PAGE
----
Session 17 Optimizing Workplaces
"Change Management by Building information Modeling and its impact on work place optimization in small- and medium-sized Enterprises of the Construction Sector"
Hans-Joachim Bargstaedt, Bauhaus-Universitaet Weimar/Germany; Franziska Weise, Hochschule Erfurt UAS/Germany
Abstract: The ongoing digitalization in the construction sector is breaking up new issues of collaboration, both in-house and with external partners. The research is focused on determining the success factors for change management in small- and medium-sized companies in the construction industry and construction market. The purpose of this research is guide, design and shape the change for Industry 4.0 in relevant companies. The construction industry is shaped by a scattered market of very small, small and medium companies, whereas the construction projects require cooperation of many participants on the same project and with an alignment of common objectives. The switch to digitalization stresses many participants in the construction industry in view of inexperience and missing risk assessment for the commitment of Building Information Modeling (BIM), which is the leading digital working-method, vision and project management procedure in the construction sector. During the last year, different building research projects were analysed with regard to BIM-application cases and the effect of critical success factors in organisational structures, culture and competences. Further the risks can be alleviated and moderated by the evaluation of a whole set of critical success factors (CSF) along the BIM-workflow with the objective of transferring risk-free application knowledge to the entrepreneurial applicators within construction projects.
"Modes of linking organisations with space: A historical account of the evolution of DEGW’s concepts and methods"
Hiral Patel, Cardiff University/UK
Abstract: The purpose of this paper is to investigate methods used to create relationships between organisations and space in the knowledge economy. The empirical work unpacks the evolution of concepts and methods of a pioneering workplace design consultancy DEGW. projects in order to understand the spatial influences of changing organisational practices. Adopting John Law’s view that method enacts reality, DEGW’s world view and concepts could be accessed by studying their methods of working. DEGW’s methods as enacted in their projects are their modes of linking space with their clients’ organisational practices.
To conduct our research a curation of the DEGW ‘living’ archive was used as an archival research method to make sense of the DEGW archive. The methods consisted of discussions with DEGW members, analysing the archival materials and curating an exhibition. DEGW methods evolve from considering space in terms of solely physical and quantitative terms, towards a more complex interaction between space and organisational practices. This shift also resonates with the changes in the working practices and a movement towards distributed working in the knowledge economy. There is a growing interest to understand the relationship between organisations and space. This interest has been articulated as the spatial turn in organisation studies. This paper presents new empirical work drawing from the DEGW archive for a better understanding of methods that are used to create relationships between space and changing organisational practices in the knowledge economy.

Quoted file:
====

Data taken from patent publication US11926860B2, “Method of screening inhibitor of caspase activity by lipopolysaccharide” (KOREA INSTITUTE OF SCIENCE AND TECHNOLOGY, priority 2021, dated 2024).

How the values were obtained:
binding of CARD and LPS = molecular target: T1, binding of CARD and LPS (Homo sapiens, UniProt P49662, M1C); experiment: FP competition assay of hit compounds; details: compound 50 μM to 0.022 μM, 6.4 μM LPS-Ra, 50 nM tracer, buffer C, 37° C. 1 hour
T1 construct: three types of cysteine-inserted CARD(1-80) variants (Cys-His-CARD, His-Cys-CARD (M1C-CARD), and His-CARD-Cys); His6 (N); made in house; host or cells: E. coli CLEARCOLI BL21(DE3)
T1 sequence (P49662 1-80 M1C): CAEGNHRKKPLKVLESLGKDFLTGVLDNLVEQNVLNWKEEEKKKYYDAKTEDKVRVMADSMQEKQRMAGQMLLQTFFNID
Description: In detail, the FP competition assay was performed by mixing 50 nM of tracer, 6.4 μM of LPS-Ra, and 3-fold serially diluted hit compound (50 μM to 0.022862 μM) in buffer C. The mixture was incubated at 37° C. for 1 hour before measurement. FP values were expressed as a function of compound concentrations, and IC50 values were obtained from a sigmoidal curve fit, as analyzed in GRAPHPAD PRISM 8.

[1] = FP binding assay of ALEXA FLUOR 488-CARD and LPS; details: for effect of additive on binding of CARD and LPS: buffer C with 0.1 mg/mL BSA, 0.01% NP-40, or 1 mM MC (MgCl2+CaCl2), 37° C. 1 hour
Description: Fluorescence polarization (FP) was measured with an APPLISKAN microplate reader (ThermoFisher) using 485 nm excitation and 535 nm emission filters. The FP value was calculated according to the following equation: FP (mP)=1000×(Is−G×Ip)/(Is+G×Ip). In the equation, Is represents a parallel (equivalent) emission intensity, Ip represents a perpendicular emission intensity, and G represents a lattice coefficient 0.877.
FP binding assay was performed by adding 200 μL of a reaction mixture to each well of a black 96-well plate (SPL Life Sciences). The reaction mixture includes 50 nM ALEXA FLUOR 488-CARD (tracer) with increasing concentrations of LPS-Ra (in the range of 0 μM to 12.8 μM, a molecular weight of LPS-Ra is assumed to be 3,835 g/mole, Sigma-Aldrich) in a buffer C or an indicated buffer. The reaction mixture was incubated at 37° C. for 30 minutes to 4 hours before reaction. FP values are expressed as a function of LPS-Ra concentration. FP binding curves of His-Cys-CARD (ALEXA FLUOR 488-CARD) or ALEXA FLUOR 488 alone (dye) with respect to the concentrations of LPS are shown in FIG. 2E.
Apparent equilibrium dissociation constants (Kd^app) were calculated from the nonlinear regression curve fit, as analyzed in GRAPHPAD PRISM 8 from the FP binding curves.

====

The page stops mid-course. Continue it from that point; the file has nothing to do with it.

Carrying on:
"How can knowledge workplaces be optimised by new layout and technology?"
Per Anker Jensen, Henrik Juul Nielsen, Technical University of Denmark Lyngby/Denmark
Abstract: To investigate the implementation and use of new workplace layout and technology in managing knowledge work organisations. The study applies an overall Facilities Management (FM) perspective with a particular focus on workplace management and technological development. The analysis also draws on theory on value and business models, change management and intelligent buildings.
The empirical data is based on four case studies. Data was collected by document studies and interviews in three case organisations based in Denmark, while the last case was based on desk research of a US based Multinational Corporation. The cases investigate knowledge work organisations' experience with workplace change projects and workplace consultants' experience from advising their customers on these types of project. The case studies partly support the common assertion in literature that enhancement of efficiency, both in terms of production efficiency and maintenance cost, is the most important reason to engage in new layout and technical redesign of knowledge workplaces. However, corporate branding, recruitment strategy and employee satisfaction are other parameters that in some cases are even more important to knowledge work organisations than enhanced efficiency. Two of the cases show how meeting rooms equipped with advanced audio-visual technology and virtual conference facilities can be used for production purposes. A common conclusion from the interviews is the importance of focusing on change management, especially in the post-implementation period, to ensure that the ambitions of the new workplace designs are being adapted to the work processes of the organisations in the way they were intended.